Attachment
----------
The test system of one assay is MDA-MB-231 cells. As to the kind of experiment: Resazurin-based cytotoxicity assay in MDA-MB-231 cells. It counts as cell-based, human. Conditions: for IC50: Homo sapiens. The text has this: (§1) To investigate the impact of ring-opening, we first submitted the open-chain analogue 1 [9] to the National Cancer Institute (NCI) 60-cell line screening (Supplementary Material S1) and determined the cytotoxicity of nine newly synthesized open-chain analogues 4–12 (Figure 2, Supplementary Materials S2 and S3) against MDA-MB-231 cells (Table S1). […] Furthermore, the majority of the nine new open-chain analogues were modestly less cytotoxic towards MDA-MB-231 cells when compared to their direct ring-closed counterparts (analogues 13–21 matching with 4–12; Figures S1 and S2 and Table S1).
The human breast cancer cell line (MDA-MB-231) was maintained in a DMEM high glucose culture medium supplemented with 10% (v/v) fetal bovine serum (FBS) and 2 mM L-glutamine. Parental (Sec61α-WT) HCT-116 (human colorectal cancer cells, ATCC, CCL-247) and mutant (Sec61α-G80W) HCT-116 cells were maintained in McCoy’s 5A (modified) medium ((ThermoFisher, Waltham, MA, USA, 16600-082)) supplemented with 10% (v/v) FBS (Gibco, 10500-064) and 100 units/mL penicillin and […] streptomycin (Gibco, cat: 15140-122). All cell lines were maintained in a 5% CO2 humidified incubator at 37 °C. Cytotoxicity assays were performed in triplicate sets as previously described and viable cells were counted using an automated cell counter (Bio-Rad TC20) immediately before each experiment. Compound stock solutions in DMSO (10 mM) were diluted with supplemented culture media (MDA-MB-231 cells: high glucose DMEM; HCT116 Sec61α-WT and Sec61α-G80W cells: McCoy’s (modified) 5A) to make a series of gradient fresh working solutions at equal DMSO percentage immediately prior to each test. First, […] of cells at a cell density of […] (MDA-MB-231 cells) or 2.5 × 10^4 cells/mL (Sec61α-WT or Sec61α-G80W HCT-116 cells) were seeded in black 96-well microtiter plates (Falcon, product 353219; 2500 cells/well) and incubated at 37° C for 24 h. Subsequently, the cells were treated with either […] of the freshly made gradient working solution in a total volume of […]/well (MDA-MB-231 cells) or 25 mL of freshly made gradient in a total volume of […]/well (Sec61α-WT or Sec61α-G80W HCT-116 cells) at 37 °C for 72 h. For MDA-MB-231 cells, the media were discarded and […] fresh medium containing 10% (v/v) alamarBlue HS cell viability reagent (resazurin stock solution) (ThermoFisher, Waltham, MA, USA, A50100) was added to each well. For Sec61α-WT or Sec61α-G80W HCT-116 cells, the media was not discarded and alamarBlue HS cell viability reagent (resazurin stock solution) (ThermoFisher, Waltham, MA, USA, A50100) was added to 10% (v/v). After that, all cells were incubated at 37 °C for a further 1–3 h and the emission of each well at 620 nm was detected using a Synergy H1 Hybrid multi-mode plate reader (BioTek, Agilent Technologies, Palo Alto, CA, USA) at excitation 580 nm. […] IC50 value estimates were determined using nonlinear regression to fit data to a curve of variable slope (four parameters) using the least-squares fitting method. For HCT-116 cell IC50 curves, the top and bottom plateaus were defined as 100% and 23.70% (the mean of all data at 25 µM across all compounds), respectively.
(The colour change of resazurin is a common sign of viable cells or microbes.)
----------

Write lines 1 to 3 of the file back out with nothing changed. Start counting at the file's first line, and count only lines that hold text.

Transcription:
The test system of one assay is MDA-MB-231 cells. As to the kind of experiment: Resazurin-based cytotoxicity assay in MDA-MB-231 cells. It counts as cell-based, human. Conditions: for IC50: Homo sapiens. The text has this: (§1) To investigate the impact of ring-opening, we first submitted the open-chain analogue 1 [9] to the National Cancer Institute (NCI) 60-cell line screening (Supplementary Material S1) and determined the cytotoxicity of nine newly synthesized open-chain analogues 4–12 (Figure 2, Supplementary Materials S2 and S3) against MDA-MB-231 cells (Table S1). […] Furthermore, the majority of the nine new open-chain analogues were modestly less cytotoxic towards MDA-MB-231 cells when compared to their direct ring-closed counterparts (analogues 13–21 matching with 4–12; Figures S1 and S2 and Table S1).
The human breast cancer cell line (MDA-MB-231) was maintained in a DMEM high glucose culture medium supplemented with 10% (v/v) fetal bovine serum (FBS) and 2 mM L-glutamine. Parental (Sec61α-WT) HCT-116 (human colorectal cancer cells, ATCC, CCL-247) and mutant (Sec61α-G80W) HCT-116 cells were maintained in McCoy’s 5A (modified) medium ((ThermoFisher, Waltham, MA, USA, 16600-082)) supplemented with 10% (v/v) FBS (Gibco, 10500-064) and 100 units/mL penicillin and […] streptomycin (Gibco, cat: 15140-122). All cell lines were maintained in a 5% CO2 humidified incubator at 37 °C. Cytotoxicity assays were performed in triplicate sets as previously described and viable cells were counted using an automated cell counter (Bio-Rad TC20) immediately before each experiment. Compound stock solutions in DMSO (10 mM) were diluted with supplemented culture media (MDA-MB-231 cells: high glucose DMEM; HCT116 Sec61α-WT and Sec61α-G80W cells: McCoy’s (modified) 5A) to make a series of gradient fresh working solutions at equal DMSO percentage immediately prior to each test. First, […] of cells at a cell density of […] (MDA-MB-231 cells) or 2.5 × 10^4 cells/mL (Sec61α-WT or Sec61α-G80W HCT-116 cells) were seeded in black 96-well microtiter plates (Falcon, product 353219; 2500 cells/well) and incubated at 37° C for 24 h. Subsequently, the cells were treated with either […] of the freshly made gradient working solution in a total volume of […]/well (MDA-MB-231 cells) or 25 mL of freshly made gradient in a total volume of […]/well (Sec61α-WT or Sec61α-G80W HCT-116 cells) at 37 °C for 72 h. For MDA-MB-231 cells, the media were discarded and […] fresh medium containing 10% (v/v) alamarBlue HS cell viability reagent (resazurin stock solution) (ThermoFisher, Waltham, MA, USA, A50100) was added to each well. For Sec61α-WT or Sec61α-G80W HCT-116 cells, the media was not discarded and alamarBlue HS cell viability reagent (resazurin stock solution) (ThermoFisher, Waltham, MA, USA, A50100) was added to 10% (v/v). After that, all cells were incubated at 37 °C for a further 1–3 h and the emission of each well at 620 nm was detected using a Synergy H1 Hybrid multi-mode plate reader (BioTek, Agilent Technologies, Palo Alto, CA, USA) at excitation 580 nm. […] IC50 value estimates were determined using nonlinear regression to fit data to a curve of variable slope (four parameters) using the least-squares fitting method. For HCT-116 cell IC50 curves, the top and bottom plateaus were defined as 100% and 23.70% (the mean of all data at 25 µM across all compounds), respectively.
(The colour change of resazurin is a common sign of viable cells or microbes.)